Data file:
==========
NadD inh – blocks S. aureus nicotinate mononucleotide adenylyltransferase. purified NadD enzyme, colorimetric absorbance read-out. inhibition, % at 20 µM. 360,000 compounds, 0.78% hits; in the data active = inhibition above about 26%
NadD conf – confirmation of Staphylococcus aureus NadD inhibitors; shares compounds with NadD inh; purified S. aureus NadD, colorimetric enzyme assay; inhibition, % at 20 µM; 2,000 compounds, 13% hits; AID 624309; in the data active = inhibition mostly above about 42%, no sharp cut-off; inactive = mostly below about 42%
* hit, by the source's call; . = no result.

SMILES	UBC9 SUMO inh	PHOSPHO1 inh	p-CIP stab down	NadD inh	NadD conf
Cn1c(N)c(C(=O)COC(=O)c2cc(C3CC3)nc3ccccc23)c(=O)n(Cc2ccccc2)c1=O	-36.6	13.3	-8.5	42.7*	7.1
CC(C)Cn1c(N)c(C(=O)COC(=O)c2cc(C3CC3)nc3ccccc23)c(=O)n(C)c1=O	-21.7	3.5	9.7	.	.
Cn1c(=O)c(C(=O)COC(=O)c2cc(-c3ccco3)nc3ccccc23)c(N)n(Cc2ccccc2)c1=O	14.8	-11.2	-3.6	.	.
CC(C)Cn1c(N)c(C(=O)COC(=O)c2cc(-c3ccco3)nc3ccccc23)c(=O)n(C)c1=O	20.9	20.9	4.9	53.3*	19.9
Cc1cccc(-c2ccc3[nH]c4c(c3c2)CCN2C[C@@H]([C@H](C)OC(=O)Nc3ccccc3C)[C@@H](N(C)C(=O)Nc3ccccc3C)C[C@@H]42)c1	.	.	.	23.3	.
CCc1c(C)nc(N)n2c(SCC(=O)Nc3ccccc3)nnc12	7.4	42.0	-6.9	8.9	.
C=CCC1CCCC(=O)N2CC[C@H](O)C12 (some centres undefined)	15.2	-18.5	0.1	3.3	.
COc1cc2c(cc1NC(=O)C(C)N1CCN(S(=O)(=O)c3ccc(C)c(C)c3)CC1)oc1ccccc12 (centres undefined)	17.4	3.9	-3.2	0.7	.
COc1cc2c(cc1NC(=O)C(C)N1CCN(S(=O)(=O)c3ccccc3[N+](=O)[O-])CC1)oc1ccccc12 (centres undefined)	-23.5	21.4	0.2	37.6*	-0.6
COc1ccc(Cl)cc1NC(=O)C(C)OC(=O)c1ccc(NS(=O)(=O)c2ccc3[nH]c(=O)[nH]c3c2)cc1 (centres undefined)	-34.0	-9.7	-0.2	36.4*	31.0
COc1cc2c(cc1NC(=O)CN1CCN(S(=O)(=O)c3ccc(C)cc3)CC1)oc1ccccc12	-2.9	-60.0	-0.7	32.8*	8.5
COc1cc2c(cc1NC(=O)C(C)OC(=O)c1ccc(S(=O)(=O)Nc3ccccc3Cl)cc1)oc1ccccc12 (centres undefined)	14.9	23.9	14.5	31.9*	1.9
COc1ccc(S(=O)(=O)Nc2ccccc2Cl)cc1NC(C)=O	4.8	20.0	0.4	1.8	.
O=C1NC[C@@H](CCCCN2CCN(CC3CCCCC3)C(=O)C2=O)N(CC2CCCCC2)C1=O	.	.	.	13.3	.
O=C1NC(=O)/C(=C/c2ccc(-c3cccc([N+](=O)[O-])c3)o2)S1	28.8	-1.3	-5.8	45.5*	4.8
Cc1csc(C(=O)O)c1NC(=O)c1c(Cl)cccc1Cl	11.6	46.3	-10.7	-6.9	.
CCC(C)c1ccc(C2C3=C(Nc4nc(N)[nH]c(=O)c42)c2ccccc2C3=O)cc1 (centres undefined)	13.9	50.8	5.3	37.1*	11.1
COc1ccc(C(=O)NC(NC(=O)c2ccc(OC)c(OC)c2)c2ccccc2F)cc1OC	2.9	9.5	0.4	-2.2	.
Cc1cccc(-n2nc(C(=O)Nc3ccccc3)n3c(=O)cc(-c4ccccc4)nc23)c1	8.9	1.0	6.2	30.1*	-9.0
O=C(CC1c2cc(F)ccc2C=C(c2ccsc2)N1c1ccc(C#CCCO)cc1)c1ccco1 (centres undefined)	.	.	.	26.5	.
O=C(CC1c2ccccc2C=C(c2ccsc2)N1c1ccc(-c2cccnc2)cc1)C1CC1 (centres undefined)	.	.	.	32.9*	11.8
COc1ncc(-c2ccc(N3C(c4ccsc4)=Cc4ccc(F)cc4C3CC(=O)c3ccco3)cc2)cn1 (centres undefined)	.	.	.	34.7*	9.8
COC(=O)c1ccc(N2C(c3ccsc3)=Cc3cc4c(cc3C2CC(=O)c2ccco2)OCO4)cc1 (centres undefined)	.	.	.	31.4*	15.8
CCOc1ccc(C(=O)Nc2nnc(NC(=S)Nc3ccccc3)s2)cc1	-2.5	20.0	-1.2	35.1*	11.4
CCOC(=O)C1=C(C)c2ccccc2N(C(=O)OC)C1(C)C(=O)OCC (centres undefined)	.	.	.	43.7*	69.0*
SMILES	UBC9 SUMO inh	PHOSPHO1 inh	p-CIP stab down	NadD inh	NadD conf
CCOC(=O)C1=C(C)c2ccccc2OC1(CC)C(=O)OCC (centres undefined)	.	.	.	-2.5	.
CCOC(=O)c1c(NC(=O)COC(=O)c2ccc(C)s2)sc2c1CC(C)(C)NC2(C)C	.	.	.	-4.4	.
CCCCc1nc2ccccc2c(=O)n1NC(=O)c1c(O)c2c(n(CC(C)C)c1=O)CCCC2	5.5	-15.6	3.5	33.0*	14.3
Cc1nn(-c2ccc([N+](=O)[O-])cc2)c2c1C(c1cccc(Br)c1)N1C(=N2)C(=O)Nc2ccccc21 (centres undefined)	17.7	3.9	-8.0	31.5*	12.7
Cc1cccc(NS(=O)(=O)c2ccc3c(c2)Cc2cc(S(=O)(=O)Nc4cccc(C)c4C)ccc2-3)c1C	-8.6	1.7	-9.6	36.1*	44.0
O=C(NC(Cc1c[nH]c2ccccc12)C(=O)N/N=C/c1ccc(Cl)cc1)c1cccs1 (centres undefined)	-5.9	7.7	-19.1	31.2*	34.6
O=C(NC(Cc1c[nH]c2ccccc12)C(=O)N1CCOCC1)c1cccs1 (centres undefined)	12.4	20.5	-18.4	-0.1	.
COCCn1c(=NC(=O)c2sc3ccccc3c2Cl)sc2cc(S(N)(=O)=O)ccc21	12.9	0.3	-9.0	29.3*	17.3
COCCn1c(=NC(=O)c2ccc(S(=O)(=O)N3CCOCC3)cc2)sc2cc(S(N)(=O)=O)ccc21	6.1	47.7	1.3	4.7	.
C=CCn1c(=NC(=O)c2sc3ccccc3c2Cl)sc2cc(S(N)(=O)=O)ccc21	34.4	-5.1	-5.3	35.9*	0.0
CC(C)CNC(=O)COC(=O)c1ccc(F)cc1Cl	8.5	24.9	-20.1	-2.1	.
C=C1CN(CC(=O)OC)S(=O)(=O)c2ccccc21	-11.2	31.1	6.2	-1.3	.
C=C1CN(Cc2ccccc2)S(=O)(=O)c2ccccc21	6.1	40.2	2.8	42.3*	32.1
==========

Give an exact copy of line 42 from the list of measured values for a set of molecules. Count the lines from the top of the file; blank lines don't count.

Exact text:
C=C1CN(CC(=O)OC)S(=O)(=O)c2ccccc21	-11.2	31.1	6.2	-1.3	.